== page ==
By Pam Phillips
Reflecting back on our coronavirus support webinar in March, when Lauren Cullen, Insolvency Practitioner at Cullen & Co, talked to us about wrongful trading. Here is a summary of what she advised you should be doing now to protect yourself in the event of your company going into administration.
# 1 Speak to your Accountant
Your first port of call is to speak to your accountant. They know your business and will be well placed to support you through your next steps.
Your accountant can look at your company's financial position and its projections give advice on what you should do to protect your business and yourself.
# 2 Speak to an Insolvency practitioner
Your accountant may recommend you speak to an insolvency practitioner just to make sure you are doing the right things for your company. They will make sure you are aware of your responsibilities as a director and that you act accordingly.
In the past, an insolvency practitioner could have pursued a director for liabilities arising after they ought to have known to stop trading. This is known as wrongful trading.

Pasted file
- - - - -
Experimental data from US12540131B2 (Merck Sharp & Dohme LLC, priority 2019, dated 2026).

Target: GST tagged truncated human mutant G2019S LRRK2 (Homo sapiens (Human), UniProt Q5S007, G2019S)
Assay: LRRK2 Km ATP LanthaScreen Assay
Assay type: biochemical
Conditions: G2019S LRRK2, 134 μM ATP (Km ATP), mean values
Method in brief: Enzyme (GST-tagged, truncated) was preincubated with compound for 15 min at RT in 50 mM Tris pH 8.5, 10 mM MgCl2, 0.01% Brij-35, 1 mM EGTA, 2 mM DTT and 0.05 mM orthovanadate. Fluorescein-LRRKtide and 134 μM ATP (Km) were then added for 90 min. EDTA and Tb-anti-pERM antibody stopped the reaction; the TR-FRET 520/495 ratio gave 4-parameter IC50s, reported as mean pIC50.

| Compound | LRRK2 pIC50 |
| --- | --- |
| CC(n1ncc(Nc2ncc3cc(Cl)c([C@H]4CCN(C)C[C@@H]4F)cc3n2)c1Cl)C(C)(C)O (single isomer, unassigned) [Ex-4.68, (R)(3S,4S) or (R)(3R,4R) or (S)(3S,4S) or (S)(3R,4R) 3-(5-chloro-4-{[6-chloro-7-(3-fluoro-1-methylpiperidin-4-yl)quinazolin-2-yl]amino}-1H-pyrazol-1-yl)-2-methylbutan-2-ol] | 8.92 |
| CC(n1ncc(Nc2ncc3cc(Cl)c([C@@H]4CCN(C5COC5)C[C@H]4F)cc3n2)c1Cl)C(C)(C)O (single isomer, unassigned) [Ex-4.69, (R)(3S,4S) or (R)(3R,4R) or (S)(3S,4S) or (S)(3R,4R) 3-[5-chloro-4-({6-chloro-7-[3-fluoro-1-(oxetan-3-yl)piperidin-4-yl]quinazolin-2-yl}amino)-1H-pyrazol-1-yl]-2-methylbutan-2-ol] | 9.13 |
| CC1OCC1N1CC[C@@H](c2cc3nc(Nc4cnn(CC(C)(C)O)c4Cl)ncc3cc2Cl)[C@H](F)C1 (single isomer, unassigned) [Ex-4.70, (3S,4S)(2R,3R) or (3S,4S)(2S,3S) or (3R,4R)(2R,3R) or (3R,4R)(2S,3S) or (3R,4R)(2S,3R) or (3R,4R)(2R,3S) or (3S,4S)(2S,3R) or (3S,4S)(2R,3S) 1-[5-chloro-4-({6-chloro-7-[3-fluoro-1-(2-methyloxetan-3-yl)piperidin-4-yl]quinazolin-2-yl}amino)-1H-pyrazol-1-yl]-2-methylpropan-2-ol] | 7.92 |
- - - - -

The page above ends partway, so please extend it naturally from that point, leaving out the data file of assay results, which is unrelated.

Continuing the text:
The government has quickly reformed some of the insolvency laws around wrongful trading in an effort to allay director's fears during the coronavirus pandemic. These circumstances are not normal and the government does not want directors to be frightened by insolvency laws around wrongful trading in these uncertain times.
# 3 Document your decisions
If you are worried about the viability of your company, it is important to keep records on file of the choices and decisions you are making at this time. This includes documenting your reasons for continuing to trade. This is especially important if your balance sheet is showing you have net liabilities rather than net assets.
The documentation you should record includes minutes from (virtual) board meetings, conversations with your accountant and conversations with an insolvency practitioner if you do speak with one.
If you are worried about your company then we are here to help, get in touch.